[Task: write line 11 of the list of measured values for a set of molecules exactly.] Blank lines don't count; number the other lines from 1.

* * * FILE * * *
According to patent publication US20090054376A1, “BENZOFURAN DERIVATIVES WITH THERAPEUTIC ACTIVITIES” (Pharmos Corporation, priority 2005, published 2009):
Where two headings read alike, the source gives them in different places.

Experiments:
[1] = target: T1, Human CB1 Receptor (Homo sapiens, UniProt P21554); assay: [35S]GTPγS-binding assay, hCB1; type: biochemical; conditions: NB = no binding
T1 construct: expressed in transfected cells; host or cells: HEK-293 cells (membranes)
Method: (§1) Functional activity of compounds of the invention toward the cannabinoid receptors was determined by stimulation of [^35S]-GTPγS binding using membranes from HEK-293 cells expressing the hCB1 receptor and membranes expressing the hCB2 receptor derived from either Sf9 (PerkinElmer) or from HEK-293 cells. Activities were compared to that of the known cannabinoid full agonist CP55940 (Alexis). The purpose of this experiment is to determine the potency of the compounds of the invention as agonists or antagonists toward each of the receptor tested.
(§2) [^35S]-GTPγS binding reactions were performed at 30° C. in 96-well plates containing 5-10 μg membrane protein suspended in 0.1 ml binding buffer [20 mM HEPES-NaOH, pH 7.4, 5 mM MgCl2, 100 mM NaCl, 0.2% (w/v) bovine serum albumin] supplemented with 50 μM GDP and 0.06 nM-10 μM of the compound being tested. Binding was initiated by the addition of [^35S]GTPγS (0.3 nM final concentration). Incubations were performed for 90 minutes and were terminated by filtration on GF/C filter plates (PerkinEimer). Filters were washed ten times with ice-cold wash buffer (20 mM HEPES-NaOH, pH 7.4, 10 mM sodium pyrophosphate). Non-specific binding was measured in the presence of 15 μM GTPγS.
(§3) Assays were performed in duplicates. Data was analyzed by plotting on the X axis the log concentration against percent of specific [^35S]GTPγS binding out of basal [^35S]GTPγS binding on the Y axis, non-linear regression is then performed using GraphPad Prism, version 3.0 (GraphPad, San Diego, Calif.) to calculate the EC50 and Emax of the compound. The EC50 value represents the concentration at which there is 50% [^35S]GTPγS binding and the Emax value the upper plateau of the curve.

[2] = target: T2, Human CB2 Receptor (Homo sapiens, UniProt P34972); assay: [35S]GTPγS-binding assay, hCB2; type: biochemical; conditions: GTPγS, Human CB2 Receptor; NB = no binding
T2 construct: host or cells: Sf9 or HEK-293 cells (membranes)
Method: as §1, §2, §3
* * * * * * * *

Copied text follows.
Method: as §1, §2, §3